Photo by the author.

If the Maryland suburbs held a pageant, Clarksburg might win the contest for Miss Step. A recent decision by the Montgomery County Planning Board only enhances the community’s claim to the title. 

According to this decision, current Clarksburg residents may not get a day care facility they badly need because future residents will generate too much car traffic for existing roads. 

The last planned development along I-270 in upper Montgomery County, Clarksburg has been a headache for the county government since before construction started in 2000.  Clarksburg was supposed to be a transit-oriented community.

What transit? The MARC train station in Boyds, an as-yet purely notional Corridor Cities Transitway that will not even go all the way to Clarksburg, and RideOn bus #75, which operates every half hour on weekdays only.

In 2005, Clarksburg residents discovered a string of site plan violations that led to the appointment of an ombudswoman and the resignation of the Planning Board chairman.

Clarksburg Town Center still doesn’t have its Town Center retail district, and there’s a new working group to help figure out who will pay for the roads and parks in the parts of Clarksburg that have already been built.

Nonetheless, some 14,000 people now live in Clarksburg, and they need services nearby. Daycare is an obvious priority among these services, and so a planned day care center and after school program, at the intersection of MD 355 and West Old Baltimore Road, just north of Germantown, is welcome. 

Unfortunately, it might not get built, due to the recent Planning Board decision which effectively prioritizes the needs of future Clarksburg residents for wider roads over the needs of current Clarksburg residents for nearby day care.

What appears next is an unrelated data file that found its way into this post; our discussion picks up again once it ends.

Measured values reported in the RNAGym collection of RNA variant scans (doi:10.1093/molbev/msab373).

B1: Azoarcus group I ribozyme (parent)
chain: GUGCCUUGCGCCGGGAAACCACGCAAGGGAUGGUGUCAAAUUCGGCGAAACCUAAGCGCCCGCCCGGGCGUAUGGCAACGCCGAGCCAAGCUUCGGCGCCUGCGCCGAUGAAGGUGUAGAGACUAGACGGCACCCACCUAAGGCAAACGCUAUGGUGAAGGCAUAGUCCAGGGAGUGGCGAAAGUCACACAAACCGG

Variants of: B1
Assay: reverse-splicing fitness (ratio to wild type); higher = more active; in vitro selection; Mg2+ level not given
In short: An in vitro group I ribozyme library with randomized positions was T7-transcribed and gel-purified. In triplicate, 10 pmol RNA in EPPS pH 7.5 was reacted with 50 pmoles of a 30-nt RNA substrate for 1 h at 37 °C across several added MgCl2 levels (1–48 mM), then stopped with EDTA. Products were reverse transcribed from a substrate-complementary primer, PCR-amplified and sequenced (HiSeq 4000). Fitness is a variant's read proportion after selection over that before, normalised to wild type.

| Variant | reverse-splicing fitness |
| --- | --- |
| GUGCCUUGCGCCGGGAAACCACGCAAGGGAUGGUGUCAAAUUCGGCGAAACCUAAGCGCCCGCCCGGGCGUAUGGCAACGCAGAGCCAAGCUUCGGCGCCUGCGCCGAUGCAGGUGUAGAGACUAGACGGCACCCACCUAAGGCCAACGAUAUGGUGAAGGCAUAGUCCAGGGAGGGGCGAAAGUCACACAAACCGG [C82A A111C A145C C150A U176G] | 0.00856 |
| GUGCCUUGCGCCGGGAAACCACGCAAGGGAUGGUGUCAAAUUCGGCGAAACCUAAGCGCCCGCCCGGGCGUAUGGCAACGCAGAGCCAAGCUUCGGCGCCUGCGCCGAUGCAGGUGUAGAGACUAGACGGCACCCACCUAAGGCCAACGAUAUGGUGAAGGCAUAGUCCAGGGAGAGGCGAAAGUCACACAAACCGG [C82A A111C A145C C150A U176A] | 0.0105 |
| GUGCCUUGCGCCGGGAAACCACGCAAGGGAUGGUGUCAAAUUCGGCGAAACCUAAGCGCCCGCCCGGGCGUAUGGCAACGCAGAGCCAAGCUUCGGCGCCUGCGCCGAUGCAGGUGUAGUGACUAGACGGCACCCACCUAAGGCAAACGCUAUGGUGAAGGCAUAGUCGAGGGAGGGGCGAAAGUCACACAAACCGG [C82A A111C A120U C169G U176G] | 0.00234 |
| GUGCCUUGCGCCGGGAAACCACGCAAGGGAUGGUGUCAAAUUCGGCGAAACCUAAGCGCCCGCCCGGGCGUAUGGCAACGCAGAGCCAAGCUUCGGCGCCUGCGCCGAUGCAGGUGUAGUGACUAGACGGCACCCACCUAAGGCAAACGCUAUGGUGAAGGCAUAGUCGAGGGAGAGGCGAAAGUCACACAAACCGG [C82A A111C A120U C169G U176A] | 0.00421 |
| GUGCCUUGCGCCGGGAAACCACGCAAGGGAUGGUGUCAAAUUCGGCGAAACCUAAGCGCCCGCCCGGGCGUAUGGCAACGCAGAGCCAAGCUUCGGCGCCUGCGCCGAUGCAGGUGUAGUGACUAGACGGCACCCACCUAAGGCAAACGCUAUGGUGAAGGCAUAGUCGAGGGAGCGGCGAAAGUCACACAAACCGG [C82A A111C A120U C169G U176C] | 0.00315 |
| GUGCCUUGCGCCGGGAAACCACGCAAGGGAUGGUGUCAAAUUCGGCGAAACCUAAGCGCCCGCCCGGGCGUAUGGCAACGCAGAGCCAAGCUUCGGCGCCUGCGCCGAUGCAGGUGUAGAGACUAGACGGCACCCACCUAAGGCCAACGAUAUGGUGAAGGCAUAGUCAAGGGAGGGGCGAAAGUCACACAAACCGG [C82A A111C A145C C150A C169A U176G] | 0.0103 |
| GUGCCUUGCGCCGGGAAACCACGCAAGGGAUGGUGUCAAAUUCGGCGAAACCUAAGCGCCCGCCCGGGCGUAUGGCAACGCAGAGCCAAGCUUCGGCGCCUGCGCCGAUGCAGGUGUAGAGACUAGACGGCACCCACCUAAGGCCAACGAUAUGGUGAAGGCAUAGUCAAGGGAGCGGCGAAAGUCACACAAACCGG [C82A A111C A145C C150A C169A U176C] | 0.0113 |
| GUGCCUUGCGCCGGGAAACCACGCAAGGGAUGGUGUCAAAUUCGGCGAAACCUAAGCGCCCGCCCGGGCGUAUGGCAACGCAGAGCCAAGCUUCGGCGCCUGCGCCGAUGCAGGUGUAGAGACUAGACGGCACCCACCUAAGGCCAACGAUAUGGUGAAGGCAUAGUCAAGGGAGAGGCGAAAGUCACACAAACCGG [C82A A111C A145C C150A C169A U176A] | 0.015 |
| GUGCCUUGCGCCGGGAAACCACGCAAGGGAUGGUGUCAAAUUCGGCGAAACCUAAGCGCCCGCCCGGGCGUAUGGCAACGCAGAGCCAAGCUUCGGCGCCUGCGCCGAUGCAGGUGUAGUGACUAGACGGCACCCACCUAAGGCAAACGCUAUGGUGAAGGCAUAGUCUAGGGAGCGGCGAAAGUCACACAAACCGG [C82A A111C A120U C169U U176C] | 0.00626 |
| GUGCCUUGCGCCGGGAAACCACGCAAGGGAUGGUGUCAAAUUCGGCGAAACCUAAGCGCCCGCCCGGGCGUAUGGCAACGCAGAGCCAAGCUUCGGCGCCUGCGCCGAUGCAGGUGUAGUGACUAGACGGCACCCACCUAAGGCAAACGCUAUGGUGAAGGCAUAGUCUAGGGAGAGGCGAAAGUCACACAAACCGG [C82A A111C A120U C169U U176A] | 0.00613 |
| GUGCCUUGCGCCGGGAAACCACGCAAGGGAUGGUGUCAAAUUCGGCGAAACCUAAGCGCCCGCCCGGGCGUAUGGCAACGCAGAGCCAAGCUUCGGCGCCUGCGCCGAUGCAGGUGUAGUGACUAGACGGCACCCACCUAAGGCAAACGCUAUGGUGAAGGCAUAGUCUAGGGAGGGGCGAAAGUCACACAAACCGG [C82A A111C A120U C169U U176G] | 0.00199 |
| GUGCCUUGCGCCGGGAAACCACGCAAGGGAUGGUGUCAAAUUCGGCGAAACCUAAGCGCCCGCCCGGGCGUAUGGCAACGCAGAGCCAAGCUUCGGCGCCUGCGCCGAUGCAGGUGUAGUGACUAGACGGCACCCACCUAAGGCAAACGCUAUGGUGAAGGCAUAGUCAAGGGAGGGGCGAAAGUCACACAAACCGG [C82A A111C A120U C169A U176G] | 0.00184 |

The reason for this backward logic is the Local Area Transportation Review (LATR) part of Montgomery County Adequate Public Facilities Ordinance (APFO). The LATR is based on “critical lane volume” (CLV), a measure of the number of vehicles moving through an intersection’s through or left-turn lanes in an hour.

The logic of the Planning Board’s decision goes like this:

  1. The Planning Board has already approved a lot of new housing in the area. (The Planning Board staff report does not name the approved developments, but they probably include Miller & Smith’s “Gallery Park” and Winchester Homes’s first development at Cabin Branch.)
  2. When this housing has been built and people move in, they will drive through the intersection next to the site of the proposed day care. 
  3. When they drive through the intersection, it will become unacceptably congested.
  4. Therefore, if the day care wants to operate at capacity, it needs to “improve” (i.e., widen) the intersection to account for one and a half times the number of car trips the day care will generate.  The widening is to consist of three turn lanes: a southbound right-turn lane on MD 355, a northbound left-turn lane on MD 355, and an eastbound right-turn lane on West Old Baltimore Road. And it may cost $360,000.


Ross Flax, the owner of the day care, points out that day care providers are not experts in road construction and that the day care will account for only 20% of the total additional trips the day care, plus the approved but unbuilt developments, will generate. He has therefore offered to put 20% of the costs ($72,000) in escrow to fund later construction.

But the LATR guidelines say that “improvements” must be “permitted and bonded, under construction, or under contract for construction” before building permits can be issued.  Therefore, the day care must pay the whole cost, now. Miller & Smith and Winchester Homes will pay their shares back to the day care later, when they begin building. 

However, the day care cannot afford the whole $360,000, Flax has told the Gazette. And operating at half capacity, as would be allowed without the turn lanes, may not be economical. As a result, it is “likely” that he won’t open the day care at all unless the Planning Board reconsiders the decision. 

In short, the Planning Board first approved large housing developments, whose residents must drive everywhere. Then, they approved more large housing developments, whose future residents will also have to drive everywhere. And now they’re requiring a day care, which is intended to serve the current residents, to pay for the wider roads all those extra cars will need.

Memo to the Planning Board:  There must be a better plan.